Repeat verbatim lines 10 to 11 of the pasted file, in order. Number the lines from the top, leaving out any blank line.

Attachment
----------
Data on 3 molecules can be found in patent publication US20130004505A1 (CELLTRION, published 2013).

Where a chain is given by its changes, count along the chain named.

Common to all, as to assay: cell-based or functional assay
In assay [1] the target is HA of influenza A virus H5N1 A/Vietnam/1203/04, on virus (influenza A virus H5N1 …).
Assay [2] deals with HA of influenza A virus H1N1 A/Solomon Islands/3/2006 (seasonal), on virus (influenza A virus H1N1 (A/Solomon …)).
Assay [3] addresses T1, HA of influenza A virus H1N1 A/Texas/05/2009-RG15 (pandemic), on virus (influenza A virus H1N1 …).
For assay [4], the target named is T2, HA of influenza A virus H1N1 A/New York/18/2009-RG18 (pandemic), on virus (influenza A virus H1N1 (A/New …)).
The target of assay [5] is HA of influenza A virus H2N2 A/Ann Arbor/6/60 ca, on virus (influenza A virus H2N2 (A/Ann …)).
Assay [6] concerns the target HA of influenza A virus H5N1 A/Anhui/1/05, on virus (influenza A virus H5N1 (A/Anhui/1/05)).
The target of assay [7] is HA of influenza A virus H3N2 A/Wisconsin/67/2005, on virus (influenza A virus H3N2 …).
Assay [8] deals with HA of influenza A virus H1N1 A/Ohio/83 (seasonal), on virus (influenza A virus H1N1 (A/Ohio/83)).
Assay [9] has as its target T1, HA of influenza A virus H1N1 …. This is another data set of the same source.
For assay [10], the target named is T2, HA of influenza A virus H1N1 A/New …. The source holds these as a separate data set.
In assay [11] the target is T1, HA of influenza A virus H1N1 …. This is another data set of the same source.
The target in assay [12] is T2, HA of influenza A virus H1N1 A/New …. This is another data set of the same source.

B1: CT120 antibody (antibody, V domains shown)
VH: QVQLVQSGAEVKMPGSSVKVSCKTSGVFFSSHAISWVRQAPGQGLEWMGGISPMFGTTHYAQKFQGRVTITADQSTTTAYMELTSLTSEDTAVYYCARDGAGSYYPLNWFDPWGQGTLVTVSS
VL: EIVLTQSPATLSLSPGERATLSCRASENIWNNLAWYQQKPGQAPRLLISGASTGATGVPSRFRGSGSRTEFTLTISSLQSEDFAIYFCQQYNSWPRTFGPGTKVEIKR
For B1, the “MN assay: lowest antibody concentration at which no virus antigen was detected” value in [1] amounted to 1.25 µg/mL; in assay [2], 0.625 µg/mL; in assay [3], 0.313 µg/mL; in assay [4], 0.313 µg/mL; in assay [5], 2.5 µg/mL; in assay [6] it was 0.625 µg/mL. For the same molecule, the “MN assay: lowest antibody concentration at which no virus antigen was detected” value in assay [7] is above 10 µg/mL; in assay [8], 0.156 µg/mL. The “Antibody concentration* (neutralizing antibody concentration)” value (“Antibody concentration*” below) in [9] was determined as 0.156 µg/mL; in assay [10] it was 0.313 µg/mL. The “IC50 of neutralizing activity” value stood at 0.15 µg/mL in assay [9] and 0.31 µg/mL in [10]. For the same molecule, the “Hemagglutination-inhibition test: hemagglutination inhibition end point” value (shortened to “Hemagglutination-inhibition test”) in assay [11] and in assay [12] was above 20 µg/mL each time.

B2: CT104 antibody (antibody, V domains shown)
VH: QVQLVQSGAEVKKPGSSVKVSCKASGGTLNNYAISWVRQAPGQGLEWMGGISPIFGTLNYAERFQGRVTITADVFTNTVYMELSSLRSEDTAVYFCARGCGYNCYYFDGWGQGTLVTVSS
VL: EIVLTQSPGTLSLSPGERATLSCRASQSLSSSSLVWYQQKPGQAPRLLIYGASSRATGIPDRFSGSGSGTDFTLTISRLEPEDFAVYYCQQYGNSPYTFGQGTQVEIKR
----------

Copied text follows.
The target of assay [7] is HA of influenza A virus H3N2 A/Wisconsin/67/2005, on virus (influenza A virus H3N2 …).
Assay [8] deals with HA of influenza A virus H1N1 A/Ohio/83 (seasonal), on virus (influenza A virus H1N1 (A/Ohio/83)).